Whether you’re planning on selling your writing, or merely want to share it with friends and family, you need good “marketing.” By this I mean you need a way to draw your target audience, to make them want to read and/or buy the book.
3. A title must tell you something about the book – succinctly
I was also tooling through the book list of an indie publisher a few weeks ago, and I was struck by how uninformative the titles were. Here are a few:
Excitement in the Air for All!
This is one of a series entitled “Animals Build Character.” The problem here is that we have no idea 1) which animal is being featured, and 2) what the book is about. However, the overarching error is the series title. Are the animals actually doing the building for you? Or is this a statement of fact, like if you look at an ant, you’ll be a more industrious person? Or just a hint that these stories of talking animals will inspire children to have better character traits?
Aging in Wellness and Adversity
What this book needs is a good subtitle: Is it a how-to book or a series of reflections on aging in different circumstances? Another issue is that “wellness” is not necessarily the opposite of “adversity,” so the title is a bit unbalanced.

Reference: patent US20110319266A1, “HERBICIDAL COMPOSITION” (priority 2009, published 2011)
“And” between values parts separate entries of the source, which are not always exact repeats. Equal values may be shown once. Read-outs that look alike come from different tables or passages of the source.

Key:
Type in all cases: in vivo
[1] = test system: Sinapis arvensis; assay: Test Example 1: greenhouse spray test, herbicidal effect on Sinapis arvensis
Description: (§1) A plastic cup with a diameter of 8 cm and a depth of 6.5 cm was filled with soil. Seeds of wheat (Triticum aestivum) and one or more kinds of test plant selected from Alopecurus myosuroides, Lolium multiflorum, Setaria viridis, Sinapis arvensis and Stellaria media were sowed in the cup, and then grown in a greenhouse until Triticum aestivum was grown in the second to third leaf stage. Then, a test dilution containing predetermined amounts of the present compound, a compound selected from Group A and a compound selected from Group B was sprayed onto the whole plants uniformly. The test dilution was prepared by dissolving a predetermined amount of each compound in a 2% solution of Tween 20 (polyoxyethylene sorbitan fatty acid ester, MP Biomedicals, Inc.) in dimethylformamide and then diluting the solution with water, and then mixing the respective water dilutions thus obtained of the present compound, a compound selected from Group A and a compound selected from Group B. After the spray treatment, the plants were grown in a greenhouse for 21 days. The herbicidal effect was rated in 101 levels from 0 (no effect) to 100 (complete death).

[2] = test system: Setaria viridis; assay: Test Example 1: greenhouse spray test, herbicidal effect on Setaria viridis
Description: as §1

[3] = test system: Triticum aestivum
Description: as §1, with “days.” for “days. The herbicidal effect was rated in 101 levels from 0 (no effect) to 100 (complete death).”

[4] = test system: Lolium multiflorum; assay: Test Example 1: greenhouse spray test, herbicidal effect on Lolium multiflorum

Being Your Best Self
Well, gee, we all want to be our best selves, but what does this book have to offer me that makes it different from the other 100 million self-help books out there? The problem is not only the lack of a subtitle but also a title that is way too vague.
The Fittest Survivor
Maybe it’s just me, but it took me like 10 minutes to figure out that the title was a nod to Darwin’s Survival of the Fittest theory. Plus, I needed help from the blurb. At first I thought the book might be about someone who was in great physical shape, but the book is about a Holocaust survivor.
Remember: Online or in a bookstore, you only have about 30 seconds to engage a potential reader and sell your book, so make sure the customer knows what it’s about, and if possible, what makes it different from everyone else’s.
What’s doing with NaNoWriMo?
For those of you who are doing National Novel Writing Month, affectionately called NaNoWriMo, you’ve reached the other side of the . This is where we separate the men from the boys.
I recently came across an article about why there’s more than just your novel at stake if you quit now. You can read it here.
Remember: Even if you’re not writing a novel, NaNoWriMo is great for developing a daily writing habit. If you didn’t sign up for NaNo, don’t let that stop you from beginning your very own writing habit TODAY. Here’s one of my posts that will help you with this.
Do you have any classic examples of either fabulous or not-so-fabulous book or story titles? Let all of us know in the Comments below.
And do tell me how you’re doing with your writing ritual and/or NaNo.
Until next time,
(Note: Some of the links in this post are affiliate links, where I get a small fee if you buy – at no extra cost to you.)